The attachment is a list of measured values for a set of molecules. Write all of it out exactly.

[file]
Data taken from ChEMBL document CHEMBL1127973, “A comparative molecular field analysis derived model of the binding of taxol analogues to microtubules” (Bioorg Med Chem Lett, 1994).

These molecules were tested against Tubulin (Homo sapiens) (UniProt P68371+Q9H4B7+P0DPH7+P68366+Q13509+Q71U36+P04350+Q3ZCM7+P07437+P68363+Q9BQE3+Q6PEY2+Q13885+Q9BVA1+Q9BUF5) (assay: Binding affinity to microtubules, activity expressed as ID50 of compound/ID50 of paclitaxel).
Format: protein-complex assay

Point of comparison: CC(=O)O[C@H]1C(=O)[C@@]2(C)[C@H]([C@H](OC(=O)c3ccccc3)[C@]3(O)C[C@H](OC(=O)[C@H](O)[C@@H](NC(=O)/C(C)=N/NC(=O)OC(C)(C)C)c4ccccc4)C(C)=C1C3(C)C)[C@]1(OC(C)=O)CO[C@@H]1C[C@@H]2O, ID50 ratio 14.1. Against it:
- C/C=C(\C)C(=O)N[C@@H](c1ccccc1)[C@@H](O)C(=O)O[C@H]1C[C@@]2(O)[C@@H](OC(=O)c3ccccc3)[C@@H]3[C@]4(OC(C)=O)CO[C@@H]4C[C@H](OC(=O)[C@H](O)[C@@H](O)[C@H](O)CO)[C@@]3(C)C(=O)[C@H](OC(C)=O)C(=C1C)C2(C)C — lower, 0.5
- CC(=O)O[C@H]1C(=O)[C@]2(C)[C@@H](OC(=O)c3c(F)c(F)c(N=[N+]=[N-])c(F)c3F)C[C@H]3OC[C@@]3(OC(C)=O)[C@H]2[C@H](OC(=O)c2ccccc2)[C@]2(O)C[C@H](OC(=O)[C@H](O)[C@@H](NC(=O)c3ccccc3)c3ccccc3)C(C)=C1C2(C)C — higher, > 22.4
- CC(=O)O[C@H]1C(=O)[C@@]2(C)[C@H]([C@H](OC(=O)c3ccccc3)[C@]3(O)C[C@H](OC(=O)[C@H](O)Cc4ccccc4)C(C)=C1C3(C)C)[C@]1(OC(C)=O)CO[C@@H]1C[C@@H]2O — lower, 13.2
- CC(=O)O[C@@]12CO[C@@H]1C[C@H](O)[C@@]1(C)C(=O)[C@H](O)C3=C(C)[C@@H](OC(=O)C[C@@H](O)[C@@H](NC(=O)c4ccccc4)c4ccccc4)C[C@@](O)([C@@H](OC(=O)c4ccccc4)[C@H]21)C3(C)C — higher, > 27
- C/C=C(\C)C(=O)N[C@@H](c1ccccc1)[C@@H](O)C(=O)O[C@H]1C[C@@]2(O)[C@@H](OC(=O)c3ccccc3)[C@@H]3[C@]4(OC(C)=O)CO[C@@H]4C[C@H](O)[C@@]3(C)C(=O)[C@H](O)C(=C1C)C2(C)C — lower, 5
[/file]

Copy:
Data taken from ChEMBL document CHEMBL1127973, “A comparative molecular field analysis derived model of the binding of taxol analogues to microtubules” (Bioorg Med Chem Lett, 1994).

These molecules were tested against Tubulin (Homo sapiens) (UniProt P68371+Q9H4B7+P0DPH7+P68366+Q13509+Q71U36+P04350+Q3ZCM7+P07437+P68363+Q9BQE3+Q6PEY2+Q13885+Q9BVA1+Q9BUF5) (assay: Binding affinity to microtubules, activity expressed as ID50 of compound/ID50 of paclitaxel).
Format: protein-complex assay

Point of comparison: CC(=O)O[C@H]1C(=O)[C@@]2(C)[C@H]([C@H](OC(=O)c3ccccc3)[C@]3(O)C[C@H](OC(=O)[C@H](O)[C@@H](NC(=O)/C(C)=N/NC(=O)OC(C)(C)C)c4ccccc4)C(C)=C1C3(C)C)[C@]1(OC(C)=O)CO[C@@H]1C[C@@H]2O, ID50 ratio 14.1. Against it:
- C/C=C(\C)C(=O)N[C@@H](c1ccccc1)[C@@H](O)C(=O)O[C@H]1C[C@@]2(O)[C@@H](OC(=O)c3ccccc3)[C@@H]3[C@]4(OC(C)=O)CO[C@@H]4C[C@H](OC(=O)[C@H](O)[C@@H](O)[C@H](O)CO)[C@@]3(C)C(=O)[C@H](OC(C)=O)C(=C1C)C2(C)C — lower, 0.5
- CC(=O)O[C@H]1C(=O)[C@]2(C)[C@@H](OC(=O)c3c(F)c(F)c(N=[N+]=[N-])c(F)c3F)C[C@H]3OC[C@@]3(OC(C)=O)[C@H]2[C@H](OC(=O)c2ccccc2)[C@]2(O)C[C@H](OC(=O)[C@H](O)[C@@H](NC(=O)c3ccccc3)c3ccccc3)C(C)=C1C2(C)C — higher, > 22.4
- CC(=O)O[C@H]1C(=O)[C@@]2(C)[C@H]([C@H](OC(=O)c3ccccc3)[C@]3(O)C[C@H](OC(=O)[C@H](O)Cc4ccccc4)C(C)=C1C3(C)C)[C@]1(OC(C)=O)CO[C@@H]1C[C@@H]2O — lower, 13.2
- CC(=O)O[C@@]12CO[C@@H]1C[C@H](O)[C@@]1(C)C(=O)[C@H](O)C3=C(C)[C@@H](OC(=O)C[C@@H](O)[C@@H](NC(=O)c4ccccc4)c4ccccc4)C[C@@](O)([C@@H](OC(=O)c4ccccc4)[C@H]21)C3(C)C — higher, > 27
- C/C=C(\C)C(=O)N[C@@H](c1ccccc1)[C@@H](O)C(=O)O[C@H]1C[C@@]2(O)[C@@H](OC(=O)c3ccccc3)[C@@H]3[C@]4(OC(C)=O)CO[C@@H]4C[C@H](O)[C@@]3(C)C(=O)[C@H](O)C(=C1C)C2(C)C — lower, 5